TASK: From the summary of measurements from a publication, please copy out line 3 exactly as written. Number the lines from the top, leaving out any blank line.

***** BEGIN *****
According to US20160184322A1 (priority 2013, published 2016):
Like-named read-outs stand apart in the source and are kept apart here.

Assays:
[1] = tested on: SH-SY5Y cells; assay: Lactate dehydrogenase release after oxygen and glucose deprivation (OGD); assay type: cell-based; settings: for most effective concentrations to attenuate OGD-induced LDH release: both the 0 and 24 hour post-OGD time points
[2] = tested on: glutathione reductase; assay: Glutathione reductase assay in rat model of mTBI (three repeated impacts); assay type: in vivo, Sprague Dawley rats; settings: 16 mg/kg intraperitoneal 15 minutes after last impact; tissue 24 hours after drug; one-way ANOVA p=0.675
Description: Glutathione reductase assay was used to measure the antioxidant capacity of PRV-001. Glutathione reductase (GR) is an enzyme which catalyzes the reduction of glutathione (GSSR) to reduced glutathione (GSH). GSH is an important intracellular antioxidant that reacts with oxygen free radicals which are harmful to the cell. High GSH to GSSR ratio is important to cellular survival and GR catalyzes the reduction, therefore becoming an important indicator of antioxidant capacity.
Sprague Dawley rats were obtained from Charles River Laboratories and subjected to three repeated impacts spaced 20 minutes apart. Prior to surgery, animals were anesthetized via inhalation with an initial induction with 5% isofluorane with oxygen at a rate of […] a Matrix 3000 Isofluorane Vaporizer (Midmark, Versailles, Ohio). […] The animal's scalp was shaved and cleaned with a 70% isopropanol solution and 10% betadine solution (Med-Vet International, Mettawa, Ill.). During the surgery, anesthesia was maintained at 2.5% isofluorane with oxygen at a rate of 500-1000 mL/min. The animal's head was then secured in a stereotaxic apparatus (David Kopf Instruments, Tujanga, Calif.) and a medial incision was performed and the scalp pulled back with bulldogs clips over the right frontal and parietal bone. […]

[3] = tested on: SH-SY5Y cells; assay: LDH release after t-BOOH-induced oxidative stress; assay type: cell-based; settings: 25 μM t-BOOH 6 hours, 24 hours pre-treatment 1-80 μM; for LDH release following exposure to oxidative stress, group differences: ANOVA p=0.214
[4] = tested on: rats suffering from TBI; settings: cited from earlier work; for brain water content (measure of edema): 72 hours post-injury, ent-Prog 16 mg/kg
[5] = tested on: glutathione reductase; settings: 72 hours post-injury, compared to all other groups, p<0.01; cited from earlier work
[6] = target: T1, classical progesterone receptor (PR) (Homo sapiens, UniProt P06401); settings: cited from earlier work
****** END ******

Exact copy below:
Assays: